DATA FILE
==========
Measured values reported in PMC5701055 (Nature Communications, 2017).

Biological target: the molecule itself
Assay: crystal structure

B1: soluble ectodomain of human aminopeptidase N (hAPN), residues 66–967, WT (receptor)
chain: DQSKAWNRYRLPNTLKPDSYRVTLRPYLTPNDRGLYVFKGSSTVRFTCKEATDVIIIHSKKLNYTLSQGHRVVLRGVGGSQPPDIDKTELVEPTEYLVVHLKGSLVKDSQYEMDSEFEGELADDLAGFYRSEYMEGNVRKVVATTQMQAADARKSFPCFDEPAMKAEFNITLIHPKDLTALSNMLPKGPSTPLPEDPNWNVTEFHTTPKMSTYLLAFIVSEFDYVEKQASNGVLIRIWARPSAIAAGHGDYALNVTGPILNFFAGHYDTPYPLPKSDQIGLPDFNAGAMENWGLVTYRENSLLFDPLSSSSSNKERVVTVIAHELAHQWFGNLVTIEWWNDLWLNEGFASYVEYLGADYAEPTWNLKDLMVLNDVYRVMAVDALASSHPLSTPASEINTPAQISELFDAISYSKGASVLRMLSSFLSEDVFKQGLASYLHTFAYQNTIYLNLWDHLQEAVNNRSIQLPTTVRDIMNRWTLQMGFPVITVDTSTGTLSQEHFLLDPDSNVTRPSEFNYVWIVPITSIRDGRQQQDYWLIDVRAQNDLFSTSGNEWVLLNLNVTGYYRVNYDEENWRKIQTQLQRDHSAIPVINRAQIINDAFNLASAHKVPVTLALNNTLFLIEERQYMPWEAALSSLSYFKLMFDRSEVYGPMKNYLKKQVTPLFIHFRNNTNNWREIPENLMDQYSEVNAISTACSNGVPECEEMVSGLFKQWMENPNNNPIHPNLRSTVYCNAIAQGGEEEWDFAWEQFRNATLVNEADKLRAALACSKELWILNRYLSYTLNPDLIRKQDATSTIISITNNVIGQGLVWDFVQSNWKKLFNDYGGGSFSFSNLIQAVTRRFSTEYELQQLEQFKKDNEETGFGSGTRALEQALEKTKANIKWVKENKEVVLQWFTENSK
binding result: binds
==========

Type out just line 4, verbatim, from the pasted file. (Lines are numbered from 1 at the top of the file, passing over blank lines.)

B1: soluble ectodomain of human aminopeptidase N (hAPN), residues 66–967, WT (receptor)